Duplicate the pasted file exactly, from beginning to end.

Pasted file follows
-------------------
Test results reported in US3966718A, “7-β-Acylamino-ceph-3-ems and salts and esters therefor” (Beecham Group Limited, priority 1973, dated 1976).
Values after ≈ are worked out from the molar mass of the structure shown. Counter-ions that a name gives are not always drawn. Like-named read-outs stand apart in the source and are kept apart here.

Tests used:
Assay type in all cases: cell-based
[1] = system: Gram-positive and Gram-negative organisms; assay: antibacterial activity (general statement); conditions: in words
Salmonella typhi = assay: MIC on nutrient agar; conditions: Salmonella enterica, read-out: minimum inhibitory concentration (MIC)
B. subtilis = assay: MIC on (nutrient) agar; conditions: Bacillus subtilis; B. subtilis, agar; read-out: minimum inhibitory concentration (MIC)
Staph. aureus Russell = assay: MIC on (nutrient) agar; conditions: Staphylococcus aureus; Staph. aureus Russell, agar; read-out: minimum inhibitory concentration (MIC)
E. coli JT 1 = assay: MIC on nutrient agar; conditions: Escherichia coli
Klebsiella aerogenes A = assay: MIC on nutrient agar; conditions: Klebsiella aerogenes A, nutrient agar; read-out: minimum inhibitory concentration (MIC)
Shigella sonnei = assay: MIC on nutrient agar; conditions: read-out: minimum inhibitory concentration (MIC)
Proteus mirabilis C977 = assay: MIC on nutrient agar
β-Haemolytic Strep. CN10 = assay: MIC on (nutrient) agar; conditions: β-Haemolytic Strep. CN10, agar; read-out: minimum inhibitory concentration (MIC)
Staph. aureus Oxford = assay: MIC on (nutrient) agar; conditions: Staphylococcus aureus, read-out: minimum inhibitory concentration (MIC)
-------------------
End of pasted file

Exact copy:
Test results reported in US3966718A, “7-β-Acylamino-ceph-3-ems and salts and esters therefor” (Beecham Group Limited, priority 1973, dated 1976).
Values after ≈ are worked out from the molar mass of the structure shown. Counter-ions that a name gives are not always drawn. Like-named read-outs stand apart in the source and are kept apart here.

Tests used:
Assay type in all cases: cell-based
[1] = system: Gram-positive and Gram-negative organisms; assay: antibacterial activity (general statement); conditions: in words
Salmonella typhi = assay: MIC on nutrient agar; conditions: Salmonella enterica, read-out: minimum inhibitory concentration (MIC)
B. subtilis = assay: MIC on (nutrient) agar; conditions: Bacillus subtilis; B. subtilis, agar; read-out: minimum inhibitory concentration (MIC)
Staph. aureus Russell = assay: MIC on (nutrient) agar; conditions: Staphylococcus aureus; Staph. aureus Russell, agar; read-out: minimum inhibitory concentration (MIC)
E. coli JT 1 = assay: MIC on nutrient agar; conditions: Escherichia coli
Klebsiella aerogenes A = assay: MIC on nutrient agar; conditions: Klebsiella aerogenes A, nutrient agar; read-out: minimum inhibitory concentration (MIC)
Shigella sonnei = assay: MIC on nutrient agar; conditions: read-out: minimum inhibitory concentration (MIC)
Proteus mirabilis C977 = assay: MIC on nutrient agar
β-Haemolytic Strep. CN10 = assay: MIC on (nutrient) agar; conditions: β-Haemolytic Strep. CN10, agar; read-out: minimum inhibitory concentration (MIC)
Staph. aureus Oxford = assay: MIC on (nutrient) agar; conditions: Staphylococcus aureus, read-out: minimum inhibitory concentration (MIC)